Event Report: Joint Symposium by University of Tokyo Center for Philosophy (UTCP) L2 and Research Center for Ars Vivendi "Knowledge / Technology of Birth"
On February 24, 2015 (Tue.), a joint symposium under the theme “Knowledge / Technology of Birth” organized by UTCP-L2 and the Research Center for Ars Vivendi, Ritsumeikan University was held at the Komaba Campus, the University of Tokyo.
Firstly, Haruka Tsutsui (University of Tokyo UTCP) stated the objectives of the symposium – to look at the present formation of knowledge/technology of birth from the viewpoint of philosophy, ethics, and technography and deepen our understanding of the endeavors and views surrounding life and survival.
Next, Yu Miyahara (Bunkyo University/Rikkyo University), made a presentation entitled “Formation of experience in infertility treatment – structure of experience as seen in modality of “expectations””. Yu Miyahara pointed out that “expectations/hopes” are important factors supporting women “patients” of infertility treatment, and, at the same time, are the very reasons that drive them against the wall and into despair, and that the same feeling of “expectation/hope” telling them that it will be different next time helps them to overcome the despair and make yet another try. Miyahara says that through this repetition of raised expectations and the following frustration, infertility treatment results in further strengthening the norm that having a baby is the supreme purpose of life, while the agony experienced during the treatment results in a loss by the society of diverse ways to construct identity and perceive happiness.
Maiko Watanabe (Integrated Human Sciences Program for Cultural Diversity, The University of Tokyo) made a presentation entitled “Prenatal testing – how we see the unborn child”. The presenter made a point that all one can see from prenatal testing/diagnosis is information on the fetus that can be made into images, numbers, and codes, thus leaving us with an understanding emphasizing only some aspects of the unborn child while some are left out of the picture. At the same time, as the presenter pointed out, this adds up to a system of control of the ways unborn child is perceived, and in the clash of different perceptions of the fetus by pregnant women and medical science, the one promoted by medical science is stronger as it is already standardized through a system of medical classifications. Based on the discussion so far, the presenter then raised the issue of what paradigm an expectant mother has at her disposal to create narratives of the fetus of her own.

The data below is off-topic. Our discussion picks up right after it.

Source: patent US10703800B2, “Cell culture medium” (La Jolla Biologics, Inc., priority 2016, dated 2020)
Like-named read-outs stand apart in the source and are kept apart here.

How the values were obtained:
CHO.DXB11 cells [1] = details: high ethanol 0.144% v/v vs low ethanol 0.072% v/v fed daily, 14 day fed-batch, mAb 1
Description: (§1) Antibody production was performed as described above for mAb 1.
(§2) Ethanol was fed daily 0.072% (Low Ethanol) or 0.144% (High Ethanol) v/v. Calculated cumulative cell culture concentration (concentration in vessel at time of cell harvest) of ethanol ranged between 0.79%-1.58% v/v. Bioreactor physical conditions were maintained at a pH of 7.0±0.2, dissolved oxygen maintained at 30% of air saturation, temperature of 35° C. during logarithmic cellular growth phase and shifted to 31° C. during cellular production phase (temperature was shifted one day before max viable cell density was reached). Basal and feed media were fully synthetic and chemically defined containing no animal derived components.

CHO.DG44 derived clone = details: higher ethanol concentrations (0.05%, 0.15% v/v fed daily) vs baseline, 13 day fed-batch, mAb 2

Next, Keiko Toshimitsu (Research Center for Ars Vivendi, Ritsumeikan University) made a presentation entitled “Contemporary history of the dispute involving introduction of preimplantation genetic diagnosis in Japan”. Toshimitsu made a point that preimplantation genetic diagnosis involves a unique ethical problem, as the object of diagnosis here is not embryo/fetus anymore but a number of fertilized eggs, and that here there are two selections done simultaneously – one for the purpose of eliminating disability, and one to choose the best embryo to transfer. The presenter pointed out that the facts that preimplantation genetic diagnosis has been included in “infertility treatment” and also that preimplantation genetic screening (PGS) is already being performed on pregnant women mean yet another step towards elimination of opportunities for diverse lives, for possibilities for people to be born different.
Finally, Prof. Yoko Matsubara (Graduate School of Core Ethics and Frontier Sciences, member of the management board of the Research Center for Ars Vivendi, Ritsumeikan University) commented on the Symposium at large bringing it to a common denominator “impairment”, eliciting more concise responses from the presenters. In response to the presentations and Prof. Matsubara's comment, a lively discussion involving about 30 participants of the symposium ensued regarding such problems as how to come to grips with the anguish experienced by those with infertility, how to perceive the conceiving body itself, as well as how to deal with diversity and positivity.
(The original report in Japanese is prepared by Dr. Yumiko Yamamoto, Associate Professor at the Faculty of Human Relations, Tokai Gakuin University / Visiting Researcher of the Research Center for Ars Vivendi, Ritsumeikan University. It is translated into English by the Research Center for Ars Vivendi, Ritsumeikan University.)